Flexible, hybrid workplaces have been developing for many years, but the disruption of 2020 and the resulting social distancing measures has fast-forwarded this trend, shifting the way we work with breathtaking speed. Almost overnight, office workers were relocated with 32% reported working from home between April and May this year1.
A healthy majority have responded positively to the shift with three in four agreeing that working from home will become the new normal (78%) and if they were offered more remote working or flexible working options, 76% indicated they would stay longer with their employer.
Even as restrictions begin to ease, and workplaces prepare to transition back to physical offices, the future of work will likely be defined by a hybrid mix of online and traditional working environments.
Not only must social distancing and hygiene practices be considered for physical spaces, those who work remotely should be able to connect and collaborate with their work mates as effectively as they would when co-located.
While these factors pose a whole new set of challenges for businesses, it also provides ample opportunities to innovate and reshape work as we know it, and move towards workstyles characterised by persistent connectivity, increased mobility and effective modes of communication.
As this new working reality starts to set in, meeting spaces are becoming the frontline of return-to-office efforts with smart solutions to playing a vital role in ensuring safety.
One such solution, Microsoft Teams Rooms, is becoming a popular option for turning the humble meeting room into a video-enabled collaboration space. It’s an evolution of the Skype Room System that first brought smart room control functionality to businesses spaces, but they’ve packed in a whole bunch of extra handy features to make the meeting experience even safer and more productive.
By reducing the number of touch points, organisations can limit the spread of germs between participants present in any room. Detecting when an attendee enters the room, proximity join allows invitees to automatically join the meeting hands-free, avoiding the need to connect via a touchscreen.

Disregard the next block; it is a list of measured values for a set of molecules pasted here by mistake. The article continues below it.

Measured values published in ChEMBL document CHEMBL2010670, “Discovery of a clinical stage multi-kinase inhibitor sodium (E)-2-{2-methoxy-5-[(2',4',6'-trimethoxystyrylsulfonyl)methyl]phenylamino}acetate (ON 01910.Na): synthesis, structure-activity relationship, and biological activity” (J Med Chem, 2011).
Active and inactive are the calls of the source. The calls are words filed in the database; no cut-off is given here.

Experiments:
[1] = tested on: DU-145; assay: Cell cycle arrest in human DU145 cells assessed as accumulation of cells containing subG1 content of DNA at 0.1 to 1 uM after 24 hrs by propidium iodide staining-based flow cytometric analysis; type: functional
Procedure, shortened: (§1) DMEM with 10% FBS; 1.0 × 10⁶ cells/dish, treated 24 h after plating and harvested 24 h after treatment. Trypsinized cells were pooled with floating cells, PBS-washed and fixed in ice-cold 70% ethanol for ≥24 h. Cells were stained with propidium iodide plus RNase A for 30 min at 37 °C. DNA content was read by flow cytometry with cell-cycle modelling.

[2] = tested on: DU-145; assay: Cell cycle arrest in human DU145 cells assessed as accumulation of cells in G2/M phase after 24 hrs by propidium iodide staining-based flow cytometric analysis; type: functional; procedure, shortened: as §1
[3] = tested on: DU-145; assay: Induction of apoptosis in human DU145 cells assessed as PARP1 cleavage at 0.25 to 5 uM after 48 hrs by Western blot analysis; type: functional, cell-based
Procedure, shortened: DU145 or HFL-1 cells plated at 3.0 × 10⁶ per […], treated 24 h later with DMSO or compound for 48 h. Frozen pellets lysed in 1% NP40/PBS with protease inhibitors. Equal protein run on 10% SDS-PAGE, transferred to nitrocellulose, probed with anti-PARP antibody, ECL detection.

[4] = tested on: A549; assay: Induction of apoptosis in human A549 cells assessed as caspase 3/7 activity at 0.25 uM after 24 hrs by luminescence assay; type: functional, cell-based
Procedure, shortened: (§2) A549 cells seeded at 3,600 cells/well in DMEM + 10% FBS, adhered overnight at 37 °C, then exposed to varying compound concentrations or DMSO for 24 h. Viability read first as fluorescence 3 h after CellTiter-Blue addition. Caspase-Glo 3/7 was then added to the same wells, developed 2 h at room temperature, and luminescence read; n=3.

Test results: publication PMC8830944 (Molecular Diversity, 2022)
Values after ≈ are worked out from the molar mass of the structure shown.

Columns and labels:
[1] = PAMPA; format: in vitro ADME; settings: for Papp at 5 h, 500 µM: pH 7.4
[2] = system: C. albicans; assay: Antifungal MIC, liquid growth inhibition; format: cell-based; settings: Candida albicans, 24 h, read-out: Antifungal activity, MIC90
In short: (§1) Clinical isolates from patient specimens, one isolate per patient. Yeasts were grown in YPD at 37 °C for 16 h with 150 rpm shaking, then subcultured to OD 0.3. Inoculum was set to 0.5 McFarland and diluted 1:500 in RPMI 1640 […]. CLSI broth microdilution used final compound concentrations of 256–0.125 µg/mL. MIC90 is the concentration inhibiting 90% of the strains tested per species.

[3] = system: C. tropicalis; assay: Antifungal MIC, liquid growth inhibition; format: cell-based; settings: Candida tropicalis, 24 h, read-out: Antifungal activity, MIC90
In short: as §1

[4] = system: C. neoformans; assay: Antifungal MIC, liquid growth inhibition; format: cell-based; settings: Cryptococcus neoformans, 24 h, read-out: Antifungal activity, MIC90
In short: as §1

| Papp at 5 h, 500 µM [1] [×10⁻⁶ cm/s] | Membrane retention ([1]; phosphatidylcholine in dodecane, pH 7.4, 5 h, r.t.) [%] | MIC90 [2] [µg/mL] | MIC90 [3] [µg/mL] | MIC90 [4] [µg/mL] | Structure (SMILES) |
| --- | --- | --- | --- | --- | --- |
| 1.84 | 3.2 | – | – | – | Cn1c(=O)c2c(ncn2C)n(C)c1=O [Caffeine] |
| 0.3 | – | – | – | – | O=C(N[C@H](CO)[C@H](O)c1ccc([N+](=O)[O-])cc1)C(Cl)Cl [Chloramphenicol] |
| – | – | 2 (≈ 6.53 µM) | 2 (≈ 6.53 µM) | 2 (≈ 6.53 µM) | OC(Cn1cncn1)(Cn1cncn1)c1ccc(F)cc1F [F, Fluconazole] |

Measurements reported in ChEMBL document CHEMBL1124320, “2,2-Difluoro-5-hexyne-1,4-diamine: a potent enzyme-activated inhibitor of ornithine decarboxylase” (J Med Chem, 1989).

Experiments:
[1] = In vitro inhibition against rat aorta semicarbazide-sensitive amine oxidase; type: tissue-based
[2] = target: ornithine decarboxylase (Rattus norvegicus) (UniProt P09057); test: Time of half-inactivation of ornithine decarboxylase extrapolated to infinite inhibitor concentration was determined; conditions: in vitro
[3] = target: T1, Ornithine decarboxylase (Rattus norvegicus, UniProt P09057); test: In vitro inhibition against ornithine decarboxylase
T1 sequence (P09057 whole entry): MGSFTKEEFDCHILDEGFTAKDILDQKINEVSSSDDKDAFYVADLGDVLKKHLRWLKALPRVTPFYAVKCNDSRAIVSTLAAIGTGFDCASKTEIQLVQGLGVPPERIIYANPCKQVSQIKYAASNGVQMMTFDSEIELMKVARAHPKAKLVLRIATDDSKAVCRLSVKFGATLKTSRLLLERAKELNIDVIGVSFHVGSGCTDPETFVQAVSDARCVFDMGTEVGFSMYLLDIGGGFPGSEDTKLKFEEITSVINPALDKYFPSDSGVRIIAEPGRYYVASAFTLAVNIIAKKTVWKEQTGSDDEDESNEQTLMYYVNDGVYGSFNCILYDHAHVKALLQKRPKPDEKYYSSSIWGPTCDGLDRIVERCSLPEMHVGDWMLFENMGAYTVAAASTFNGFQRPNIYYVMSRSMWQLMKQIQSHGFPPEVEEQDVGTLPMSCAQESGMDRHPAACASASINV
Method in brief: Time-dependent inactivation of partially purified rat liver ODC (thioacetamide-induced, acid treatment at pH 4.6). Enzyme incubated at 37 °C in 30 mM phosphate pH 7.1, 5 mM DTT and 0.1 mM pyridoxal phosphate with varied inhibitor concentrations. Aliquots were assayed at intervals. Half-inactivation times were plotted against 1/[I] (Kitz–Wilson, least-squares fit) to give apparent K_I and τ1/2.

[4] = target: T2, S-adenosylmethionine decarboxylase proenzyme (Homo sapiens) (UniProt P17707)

This is possible because the user’s device acts as a beacon with the Teams Room system. And while meetings are in progress, users can also connect other devices to share media.
Microsoft have been busy rolling out other touchless features too. For example, participants can now give voice commands to Cortana instead of having to handle the control pad. In fact, all the basic functions – starting or ending a meeting and inviting participants – can now be completed using voice commands.
Ensuring social distancing measures are followed can be hard to manage in the hustle and bustle of an office. Microsoft Teams Rooms occupancy sensors can keep track of the number of people occupying a space.
If there are too many people – based on the size of the room and social distancing requirements – the system will publish an on-screen message to alert participants of the problem.
Of course, hygiene is important– but so is remote participant engagement, which can traditionally be challenging. There are a number of features that can help here as well.
Surface Hub 2, Microsoft’s all-in-one whiteboarding and collaboration device, is great for helping remote teams co-create and stay engaged. But not all organisations provide Surface Hubs, or they may not be available in all rooms. In this case, content cameras are a compact, lower-cost alternative that can be used to share an enhanced, real-time stream of a physical whiteboard.
However, it’s more than just streaming: the camera optimises the content, making it easy for remote participants to read and view everything on the board. Even if a presenter steps in front and momentarily obstructs the view, the cameras catch up when the presenter moves aside, and the newly added content is digitised.
This overcomes the enormous problem of keeping remote participants engaged, as they’re always in the loop of what’s happening in a room.
Another helpful new feature for remote workers is the inclusion of a whiteboarding button for Microsoft Teams calls. Users can simply launch the whiteboard on their device and share it with meeting participants for real-time brainstorming. Once the meeting is over, the whiteboard can be posted straight to Teams, saved for ongoing editing, or exported as a png or vector file.
Even better, this functionality is not limited to Microsoft devices – it plays just as well with iOS devices, such as an iPad.
Speaking of device compatibility, all the meeting experiences detailed can be extended by a multitude of devices from a range of vendors who are producing peripherals compatible with Microsoft Teams.
Following recent updates, Surface Hub 2 can now work with the Teams Room system, allowing users to maximise screen real estate for whiteboarding or collaborating. Just roll the device into the space and use proximity join to participate in the meeting, or link it to a Teams Room device so the audio and video are automatically coordinated.
For customers with a previous generation Surface Hub, a major recent operating system upgrade allows them to take advantage of these same features without having to purchase newer devices.
Are you ready to switch to a more modern, efficient meeting experience? If you’re looking to embrace the new normal to keep your employees safe and productive, contact a Data#3 collaboration specialist today to design the right solution for your organisation.
1. Roy Morgan Research (2020), Nearly a third of Australian workers have been ‘#WFH’ [ONLINE]. Available here.